While numbers are great, they are not everything. Often times the most influential advocates for your brand will be the ones with minimal followers on social media but strong connections in the real world that can move mountains for your brand awareness and loyalty. For more on how to choose influencers for your brand, because it is still something you should consider at the end of the day, check out this post → Choosing Influencers For Your Brand Isn’t About The Numbers.
You’re Ignoring Negative Comments
This is a HUGE mistake tons of brands are making and have been making since the beginning of branded social media. They believe they will draw more attention to the negative aspects of the brand if they respond, or they don’t feel like getting in the middle of something. There are only ONE time you should not respond to negative comments → when someone is trolling your page. Do you need help figuring out just how to respond to the haters of your brand? Check out some tips here → How To Deal With Your Haters Via #SocialMedia.
You’re Not Joining Third-Party Conversations
One of the most overlooked powerful tools of social media is joining third-party conversations about your industry. This not only increases your brand awareness and visibility, but it also builds you as a thought leader within your industry. Every brand can use some more credibility.
If this isn’t something you naturally think about, carve a specific time out each day to natively search for conversations that you could join as a brand and then send out a meaningful message to join the conversation. The key here is meaningful. If you have nothing of value to add to the conversation, don’t join it. This could backfire and make you look like a trolling brand that has no business being in that conversation. Carefully craft a message that is impactful.
You’re Not Investing Real $$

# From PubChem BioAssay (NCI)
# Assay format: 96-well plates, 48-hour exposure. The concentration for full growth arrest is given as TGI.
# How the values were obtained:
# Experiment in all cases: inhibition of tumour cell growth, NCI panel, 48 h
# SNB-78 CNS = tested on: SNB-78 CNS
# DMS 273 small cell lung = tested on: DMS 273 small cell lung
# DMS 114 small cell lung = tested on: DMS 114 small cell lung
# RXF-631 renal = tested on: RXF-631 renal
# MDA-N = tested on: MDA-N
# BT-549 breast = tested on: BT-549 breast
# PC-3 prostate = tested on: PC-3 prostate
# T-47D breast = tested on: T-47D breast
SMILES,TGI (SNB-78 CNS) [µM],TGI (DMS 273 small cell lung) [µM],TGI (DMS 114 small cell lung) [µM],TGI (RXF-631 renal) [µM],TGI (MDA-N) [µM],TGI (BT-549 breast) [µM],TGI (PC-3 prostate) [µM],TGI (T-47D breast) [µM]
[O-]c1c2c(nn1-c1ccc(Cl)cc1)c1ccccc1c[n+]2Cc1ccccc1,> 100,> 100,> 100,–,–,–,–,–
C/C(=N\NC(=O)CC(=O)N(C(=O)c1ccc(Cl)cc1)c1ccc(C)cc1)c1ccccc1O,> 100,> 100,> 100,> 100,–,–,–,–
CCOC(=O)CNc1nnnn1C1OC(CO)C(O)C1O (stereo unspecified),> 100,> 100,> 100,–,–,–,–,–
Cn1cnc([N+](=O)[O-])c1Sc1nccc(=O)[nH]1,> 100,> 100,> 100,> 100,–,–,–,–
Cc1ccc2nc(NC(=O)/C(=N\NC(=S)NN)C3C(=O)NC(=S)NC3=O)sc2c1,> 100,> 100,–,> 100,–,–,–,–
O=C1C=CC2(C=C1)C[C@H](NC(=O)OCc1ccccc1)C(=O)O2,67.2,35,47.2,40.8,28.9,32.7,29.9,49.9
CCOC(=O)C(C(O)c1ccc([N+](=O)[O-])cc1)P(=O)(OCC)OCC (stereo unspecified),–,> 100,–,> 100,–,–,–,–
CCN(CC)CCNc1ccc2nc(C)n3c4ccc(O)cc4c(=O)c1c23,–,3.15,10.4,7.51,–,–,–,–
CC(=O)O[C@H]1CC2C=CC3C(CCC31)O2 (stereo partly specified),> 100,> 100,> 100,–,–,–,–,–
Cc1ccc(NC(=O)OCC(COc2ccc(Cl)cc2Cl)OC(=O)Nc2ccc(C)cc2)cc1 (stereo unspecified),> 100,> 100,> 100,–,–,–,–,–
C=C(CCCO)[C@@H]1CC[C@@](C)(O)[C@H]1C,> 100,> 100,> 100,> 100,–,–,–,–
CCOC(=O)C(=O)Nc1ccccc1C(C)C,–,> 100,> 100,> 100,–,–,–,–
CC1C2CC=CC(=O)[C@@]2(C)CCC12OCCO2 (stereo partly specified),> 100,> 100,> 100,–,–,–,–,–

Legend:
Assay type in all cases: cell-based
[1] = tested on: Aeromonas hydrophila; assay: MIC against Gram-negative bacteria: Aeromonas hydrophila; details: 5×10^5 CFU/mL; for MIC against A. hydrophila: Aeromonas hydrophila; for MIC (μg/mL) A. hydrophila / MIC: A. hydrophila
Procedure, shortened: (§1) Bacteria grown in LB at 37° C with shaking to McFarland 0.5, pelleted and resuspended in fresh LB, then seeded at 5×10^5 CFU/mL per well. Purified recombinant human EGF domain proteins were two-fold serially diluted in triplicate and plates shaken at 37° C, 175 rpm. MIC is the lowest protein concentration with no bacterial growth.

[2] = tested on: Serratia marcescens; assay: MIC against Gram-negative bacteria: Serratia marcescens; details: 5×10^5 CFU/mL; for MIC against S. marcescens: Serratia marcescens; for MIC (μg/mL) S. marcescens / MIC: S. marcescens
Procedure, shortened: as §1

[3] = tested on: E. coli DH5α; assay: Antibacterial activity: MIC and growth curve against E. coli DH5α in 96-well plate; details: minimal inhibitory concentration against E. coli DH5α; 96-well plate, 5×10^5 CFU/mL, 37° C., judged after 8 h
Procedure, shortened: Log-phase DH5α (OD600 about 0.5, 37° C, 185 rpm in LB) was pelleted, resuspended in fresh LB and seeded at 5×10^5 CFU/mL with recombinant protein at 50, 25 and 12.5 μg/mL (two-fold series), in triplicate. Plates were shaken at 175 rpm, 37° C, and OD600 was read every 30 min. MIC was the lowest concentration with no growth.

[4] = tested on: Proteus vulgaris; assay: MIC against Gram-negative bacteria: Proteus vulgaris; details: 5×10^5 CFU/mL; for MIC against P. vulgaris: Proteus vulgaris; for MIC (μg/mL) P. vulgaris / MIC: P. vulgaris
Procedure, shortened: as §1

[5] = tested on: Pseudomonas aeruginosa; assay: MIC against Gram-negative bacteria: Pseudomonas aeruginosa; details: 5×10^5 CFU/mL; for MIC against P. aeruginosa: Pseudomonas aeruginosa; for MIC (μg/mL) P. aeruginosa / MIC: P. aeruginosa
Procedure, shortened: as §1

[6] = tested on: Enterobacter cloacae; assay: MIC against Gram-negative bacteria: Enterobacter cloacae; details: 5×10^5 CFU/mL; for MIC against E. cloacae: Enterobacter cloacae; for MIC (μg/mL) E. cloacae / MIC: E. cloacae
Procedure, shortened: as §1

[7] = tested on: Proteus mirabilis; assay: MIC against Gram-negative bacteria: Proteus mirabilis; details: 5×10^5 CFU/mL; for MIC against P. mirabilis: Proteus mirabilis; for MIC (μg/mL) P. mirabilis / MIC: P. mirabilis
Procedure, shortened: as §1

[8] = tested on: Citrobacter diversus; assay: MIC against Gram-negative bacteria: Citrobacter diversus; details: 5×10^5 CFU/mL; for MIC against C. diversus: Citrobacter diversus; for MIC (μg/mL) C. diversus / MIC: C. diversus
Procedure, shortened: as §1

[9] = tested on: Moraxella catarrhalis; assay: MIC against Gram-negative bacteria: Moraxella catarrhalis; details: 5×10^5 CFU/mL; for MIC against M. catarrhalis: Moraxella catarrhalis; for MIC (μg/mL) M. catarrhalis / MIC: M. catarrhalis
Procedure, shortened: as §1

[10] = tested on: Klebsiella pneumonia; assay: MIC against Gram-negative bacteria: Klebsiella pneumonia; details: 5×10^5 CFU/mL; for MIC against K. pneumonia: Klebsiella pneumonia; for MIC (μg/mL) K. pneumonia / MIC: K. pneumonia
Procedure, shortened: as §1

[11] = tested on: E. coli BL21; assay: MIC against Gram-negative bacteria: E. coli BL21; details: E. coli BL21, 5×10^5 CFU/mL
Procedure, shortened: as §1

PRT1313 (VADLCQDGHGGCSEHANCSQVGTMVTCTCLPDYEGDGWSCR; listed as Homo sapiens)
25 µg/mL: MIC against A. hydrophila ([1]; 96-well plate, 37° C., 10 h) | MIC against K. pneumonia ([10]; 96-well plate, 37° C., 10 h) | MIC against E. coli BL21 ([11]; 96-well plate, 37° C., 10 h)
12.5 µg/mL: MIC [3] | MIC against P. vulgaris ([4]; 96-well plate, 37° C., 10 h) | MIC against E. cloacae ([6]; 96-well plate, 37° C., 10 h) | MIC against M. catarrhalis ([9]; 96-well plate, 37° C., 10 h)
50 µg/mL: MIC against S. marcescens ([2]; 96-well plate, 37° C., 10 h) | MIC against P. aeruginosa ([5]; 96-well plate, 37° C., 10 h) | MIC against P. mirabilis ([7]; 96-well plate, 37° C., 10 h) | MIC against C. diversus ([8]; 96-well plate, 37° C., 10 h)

Unfortunately, social media is now a pay-to-play world and if you’re not paying, you’re not playing. This does not mean you need to drop a grand on a post a week. Posts that are boosted for as little as ten dollars can bring in some big results if you target them correctly. The key is making sure that you are targeting a specific audience to your brand so you are joining the right conversations. Make sure the content you’re providing would look natural in someone’s news feed and not be a red flag that makes them feel that they are strongly being advertised to. The more it feels like it’s a natural part of their feed through correct content and targeting, the more positive reactions you will get.
You’re Tying A Monetary ROI To EVERYTHING
I get that ROI is important, but I also have been in social media long enough to understand that there is a much greater ROI to social than conversions and money. While those are incredibly important and possible through social media, when you focus JUST on those, you are completely missing the point of being on social media. Social media is about having authentic conversations, building trust and providing value to current and prospective customers. If you are doing all of these things correctly, the money and conversions will come. However, if you’re focusing on none of these things and only thinking money and conversions, you will be less likely to see the money come in because people will feel the authenticity of your messaging.
Taking the extra time to do social media right is ALWAYS worth it. You will be amazed at how authentic relationships forged on social media between brands and their consumers can completely transform the entire selling experience for both parties.
Take some time this week and try to implement some of these tactics. Let me know in the comments if they work for you.
– Marji J. Sherman